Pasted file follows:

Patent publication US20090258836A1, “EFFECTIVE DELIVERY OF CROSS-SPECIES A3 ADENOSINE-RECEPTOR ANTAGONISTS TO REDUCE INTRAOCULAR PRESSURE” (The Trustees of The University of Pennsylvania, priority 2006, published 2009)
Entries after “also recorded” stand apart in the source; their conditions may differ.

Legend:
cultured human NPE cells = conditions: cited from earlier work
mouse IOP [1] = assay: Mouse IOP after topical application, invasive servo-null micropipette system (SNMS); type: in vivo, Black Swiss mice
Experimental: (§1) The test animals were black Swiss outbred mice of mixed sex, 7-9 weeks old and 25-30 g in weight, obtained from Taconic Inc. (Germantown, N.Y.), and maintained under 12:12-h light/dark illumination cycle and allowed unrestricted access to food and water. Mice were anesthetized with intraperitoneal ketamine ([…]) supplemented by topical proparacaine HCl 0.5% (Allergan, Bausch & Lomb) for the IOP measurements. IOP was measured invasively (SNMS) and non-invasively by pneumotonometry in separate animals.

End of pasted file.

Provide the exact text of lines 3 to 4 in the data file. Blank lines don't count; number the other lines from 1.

Legend:
cultured human NPE cells = conditions: cited from earlier work